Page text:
The Trump administration’s cruel campaign against immigrants has shed light on the struggles of undocumented people, but one issue that’s often left out is the effects of marijuana policy in relation to immigrant detainment. Since April 19, US Citizenship and Immigration Services (USCIS) has adopted a policy that can bar a person from obtaining citizenship for possession of marijuana, even in a state where it is legal.
Lifetime bans on Canadians for marijuana possession have attracted public awareness on this issue. The arrest by Immigration and Customs Enforcement (ICE) of 21 Savage not only shocked his fans but drew attention to the complexities of the immigration system. Another British national was wrongfully detained and not allowed back into the US for 10 years simply because ICE agents confiscated her mobile phone to find an old text message that mentioned cocaine. These examples along with countless others disclose a campaign of intimidation by a government agency whose victims don’t have the same rights as US citizens.
It’s worth noting that the criminalization of marijuana was in itself a product of America’s racism. The first states to criminalize it were in the west, mostly ones with farms that used Mexican labor after the Mexican Revolution. The very first drug raid happened in a Mexican-American neighborhood in Los Angeles in 1914.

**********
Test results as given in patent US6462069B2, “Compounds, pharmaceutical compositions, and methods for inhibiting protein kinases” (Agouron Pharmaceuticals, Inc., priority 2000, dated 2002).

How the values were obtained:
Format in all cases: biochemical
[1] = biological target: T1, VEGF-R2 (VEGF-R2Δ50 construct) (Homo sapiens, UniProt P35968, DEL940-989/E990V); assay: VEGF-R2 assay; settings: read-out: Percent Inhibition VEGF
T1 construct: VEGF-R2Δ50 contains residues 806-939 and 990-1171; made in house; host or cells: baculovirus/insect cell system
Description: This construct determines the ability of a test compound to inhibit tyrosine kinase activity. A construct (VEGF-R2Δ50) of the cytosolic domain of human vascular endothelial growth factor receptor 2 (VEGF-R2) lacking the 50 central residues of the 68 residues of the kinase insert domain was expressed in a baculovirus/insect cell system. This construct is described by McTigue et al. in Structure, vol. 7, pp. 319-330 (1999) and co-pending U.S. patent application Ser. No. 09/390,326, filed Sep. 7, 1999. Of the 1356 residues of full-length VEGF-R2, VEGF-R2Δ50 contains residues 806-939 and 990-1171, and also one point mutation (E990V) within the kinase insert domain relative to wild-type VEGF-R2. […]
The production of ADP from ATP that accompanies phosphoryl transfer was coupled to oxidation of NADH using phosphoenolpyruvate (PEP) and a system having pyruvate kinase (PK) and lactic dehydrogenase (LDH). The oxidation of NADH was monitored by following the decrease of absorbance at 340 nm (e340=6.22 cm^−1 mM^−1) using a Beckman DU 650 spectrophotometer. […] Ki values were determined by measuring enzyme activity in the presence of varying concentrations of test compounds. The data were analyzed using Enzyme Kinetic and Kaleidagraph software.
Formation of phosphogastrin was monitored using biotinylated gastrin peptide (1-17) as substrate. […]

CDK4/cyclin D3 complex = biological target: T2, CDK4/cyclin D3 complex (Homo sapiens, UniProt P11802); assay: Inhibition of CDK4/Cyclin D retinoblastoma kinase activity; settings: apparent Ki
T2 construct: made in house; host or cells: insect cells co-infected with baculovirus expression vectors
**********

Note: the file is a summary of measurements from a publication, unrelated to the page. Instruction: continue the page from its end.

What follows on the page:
It’s a positive first step to draw attention to the inhumane conditions faced by immigrants detained inside for-profit prisons. But it is necessary that we address the root problems of why people are being locked up to begin with.
Whenever I look at the mass media, I only see images of large amounts of immigrants being detained in Spanish-language media. In English-language media you may see a few mentions of immigration. Yet all of this coverage falls short of addressing the outrageous laws created to imprison people. Immigrants have been deported for a variety of unjust reasons, including having obtained marijuana legally.
That might be one of the reasons why it hasn’t been debated as much. There are still federal laws that classify it as a felony. As scapegoating politicians continue with their misguided war on drugs, it is necessary to fight for decriminalization.
Assistant Speaker Ben Ray Luján (D-NM) recently introduced the Removing Marijuana from Deportable Offenses Act, which would remove marijuana offenses from immigration deportations. Yet even with 21 sponsors, it faces an uphill battle to be signed into law.
It is crucial that the public continues to pressure politicians on this issue. After all, public outcry and mass organizing is the best way to push politicians to pass legislation. Political organizations that support the rights of immigrants must continue fighting to resolve this injustice.